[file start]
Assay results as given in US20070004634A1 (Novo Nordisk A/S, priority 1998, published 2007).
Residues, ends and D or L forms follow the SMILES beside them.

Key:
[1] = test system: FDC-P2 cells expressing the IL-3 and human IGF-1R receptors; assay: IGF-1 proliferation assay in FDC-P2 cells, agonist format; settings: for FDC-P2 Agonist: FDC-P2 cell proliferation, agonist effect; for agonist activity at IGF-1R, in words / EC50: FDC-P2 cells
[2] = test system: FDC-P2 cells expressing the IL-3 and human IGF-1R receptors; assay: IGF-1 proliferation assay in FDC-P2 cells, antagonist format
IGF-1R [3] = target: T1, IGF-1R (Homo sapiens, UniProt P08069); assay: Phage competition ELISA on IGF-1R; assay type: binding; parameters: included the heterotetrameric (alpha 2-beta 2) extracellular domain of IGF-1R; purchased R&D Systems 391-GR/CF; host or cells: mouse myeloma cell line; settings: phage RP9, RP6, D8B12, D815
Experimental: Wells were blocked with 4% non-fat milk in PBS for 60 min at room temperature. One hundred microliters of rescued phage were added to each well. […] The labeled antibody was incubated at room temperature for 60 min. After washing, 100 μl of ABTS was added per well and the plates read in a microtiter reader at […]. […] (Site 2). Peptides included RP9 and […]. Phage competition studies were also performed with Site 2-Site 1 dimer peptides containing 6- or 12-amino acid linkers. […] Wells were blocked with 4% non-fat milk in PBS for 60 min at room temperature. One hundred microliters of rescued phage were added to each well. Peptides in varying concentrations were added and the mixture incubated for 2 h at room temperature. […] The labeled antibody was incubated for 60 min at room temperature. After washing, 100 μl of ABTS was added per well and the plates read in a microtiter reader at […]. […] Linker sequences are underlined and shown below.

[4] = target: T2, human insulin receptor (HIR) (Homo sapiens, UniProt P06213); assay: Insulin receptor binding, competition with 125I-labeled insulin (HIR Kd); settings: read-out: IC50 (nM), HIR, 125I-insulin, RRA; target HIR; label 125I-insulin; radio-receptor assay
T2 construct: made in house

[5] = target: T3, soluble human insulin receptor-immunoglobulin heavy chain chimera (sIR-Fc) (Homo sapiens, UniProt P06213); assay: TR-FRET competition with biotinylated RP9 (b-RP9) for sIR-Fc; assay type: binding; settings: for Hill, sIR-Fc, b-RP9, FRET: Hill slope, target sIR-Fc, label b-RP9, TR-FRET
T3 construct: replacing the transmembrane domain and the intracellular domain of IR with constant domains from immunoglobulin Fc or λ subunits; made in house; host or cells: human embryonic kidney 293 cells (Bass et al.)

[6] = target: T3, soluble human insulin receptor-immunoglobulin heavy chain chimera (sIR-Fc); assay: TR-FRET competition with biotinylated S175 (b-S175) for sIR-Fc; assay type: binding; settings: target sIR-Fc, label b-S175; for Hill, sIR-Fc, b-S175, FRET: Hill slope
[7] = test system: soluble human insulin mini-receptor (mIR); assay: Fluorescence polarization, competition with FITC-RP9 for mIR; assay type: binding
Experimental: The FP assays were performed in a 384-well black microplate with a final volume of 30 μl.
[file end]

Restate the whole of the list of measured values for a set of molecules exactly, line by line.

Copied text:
Assay results as given in US20070004634A1 (Novo Nordisk A/S, priority 1998, published 2007).
Residues, ends and D or L forms follow the SMILES beside them.

Key:
[1] = test system: FDC-P2 cells expressing the IL-3 and human IGF-1R receptors; assay: IGF-1 proliferation assay in FDC-P2 cells, agonist format; settings: for FDC-P2 Agonist: FDC-P2 cell proliferation, agonist effect; for agonist activity at IGF-1R, in words / EC50: FDC-P2 cells
[2] = test system: FDC-P2 cells expressing the IL-3 and human IGF-1R receptors; assay: IGF-1 proliferation assay in FDC-P2 cells, antagonist format
IGF-1R [3] = target: T1, IGF-1R (Homo sapiens, UniProt P08069); assay: Phage competition ELISA on IGF-1R; assay type: binding; parameters: included the heterotetrameric (alpha 2-beta 2) extracellular domain of IGF-1R; purchased R&D Systems 391-GR/CF; host or cells: mouse myeloma cell line; settings: phage RP9, RP6, D8B12, D815
Experimental: Wells were blocked with 4% non-fat milk in PBS for 60 min at room temperature. One hundred microliters of rescued phage were added to each well. […] The labeled antibody was incubated at room temperature for 60 min. After washing, 100 μl of ABTS was added per well and the plates read in a microtiter reader at […]. […] (Site 2). Peptides included RP9 and […]. Phage competition studies were also performed with Site 2-Site 1 dimer peptides containing 6- or 12-amino acid linkers. […] Wells were blocked with 4% non-fat milk in PBS for 60 min at room temperature. One hundred microliters of rescued phage were added to each well. Peptides in varying concentrations were added and the mixture incubated for 2 h at room temperature. […] The labeled antibody was incubated for 60 min at room temperature. After washing, 100 μl of ABTS was added per well and the plates read in a microtiter reader at […]. […] Linker sequences are underlined and shown below.

[4] = target: T2, human insulin receptor (HIR) (Homo sapiens, UniProt P06213); assay: Insulin receptor binding, competition with 125I-labeled insulin (HIR Kd); settings: read-out: IC50 (nM), HIR, 125I-insulin, RRA; target HIR; label 125I-insulin; radio-receptor assay
T2 construct: made in house

[5] = target: T3, soluble human insulin receptor-immunoglobulin heavy chain chimera (sIR-Fc) (Homo sapiens, UniProt P06213); assay: TR-FRET competition with biotinylated RP9 (b-RP9) for sIR-Fc; assay type: binding; settings: for Hill, sIR-Fc, b-RP9, FRET: Hill slope, target sIR-Fc, label b-RP9, TR-FRET
T3 construct: replacing the transmembrane domain and the intracellular domain of IR with constant domains from immunoglobulin Fc or λ subunits; made in house; host or cells: human embryonic kidney 293 cells (Bass et al.)

[6] = target: T3, soluble human insulin receptor-immunoglobulin heavy chain chimera (sIR-Fc); assay: TR-FRET competition with biotinylated S175 (b-S175) for sIR-Fc; assay type: binding; settings: target sIR-Fc, label b-S175; for Hill, sIR-Fc, b-S175, FRET: Hill slope
[7] = test system: soluble human insulin mini-receptor (mIR); assay: Fluorescence polarization, competition with FITC-RP9 for mIR; assay type: binding
Experimental: The FP assays were performed in a 384-well black microplate with a final volume of 30 μl.